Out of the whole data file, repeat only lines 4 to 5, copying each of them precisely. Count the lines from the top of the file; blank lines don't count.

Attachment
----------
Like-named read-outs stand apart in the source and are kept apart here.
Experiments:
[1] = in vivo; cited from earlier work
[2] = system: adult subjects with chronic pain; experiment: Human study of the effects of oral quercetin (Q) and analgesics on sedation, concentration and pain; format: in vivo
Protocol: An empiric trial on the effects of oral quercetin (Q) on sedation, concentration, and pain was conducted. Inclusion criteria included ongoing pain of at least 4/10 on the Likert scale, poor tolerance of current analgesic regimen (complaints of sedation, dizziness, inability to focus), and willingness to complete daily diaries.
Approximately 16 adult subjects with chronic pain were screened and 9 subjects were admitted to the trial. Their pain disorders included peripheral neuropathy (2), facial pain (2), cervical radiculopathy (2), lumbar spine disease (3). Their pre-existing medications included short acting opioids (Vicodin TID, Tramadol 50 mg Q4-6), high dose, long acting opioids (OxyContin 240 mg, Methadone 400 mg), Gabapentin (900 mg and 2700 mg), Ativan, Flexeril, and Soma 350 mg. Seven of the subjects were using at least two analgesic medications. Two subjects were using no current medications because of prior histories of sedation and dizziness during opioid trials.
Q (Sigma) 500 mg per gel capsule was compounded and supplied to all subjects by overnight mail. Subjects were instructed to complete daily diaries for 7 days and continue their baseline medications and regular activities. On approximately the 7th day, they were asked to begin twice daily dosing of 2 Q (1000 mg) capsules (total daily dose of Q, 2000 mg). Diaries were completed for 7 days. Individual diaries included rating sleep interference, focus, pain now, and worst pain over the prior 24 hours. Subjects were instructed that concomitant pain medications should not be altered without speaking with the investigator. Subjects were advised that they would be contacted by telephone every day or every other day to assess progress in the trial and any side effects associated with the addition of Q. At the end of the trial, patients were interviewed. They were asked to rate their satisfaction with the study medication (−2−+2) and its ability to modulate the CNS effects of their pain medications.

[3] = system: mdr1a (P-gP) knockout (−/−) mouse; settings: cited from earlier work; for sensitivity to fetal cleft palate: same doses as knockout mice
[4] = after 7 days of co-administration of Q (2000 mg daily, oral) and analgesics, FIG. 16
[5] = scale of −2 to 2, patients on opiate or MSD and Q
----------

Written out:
[2] = system: adult subjects with chronic pain; experiment: Human study of the effects of oral quercetin (Q) and analgesics on sedation, concentration and pain; format: in vivo
Protocol: An empiric trial on the effects of oral quercetin (Q) on sedation, concentration, and pain was conducted. Inclusion criteria included ongoing pain of at least 4/10 on the Likert scale, poor tolerance of current analgesic regimen (complaints of sedation, dizziness, inability to focus), and willingness to complete daily diaries.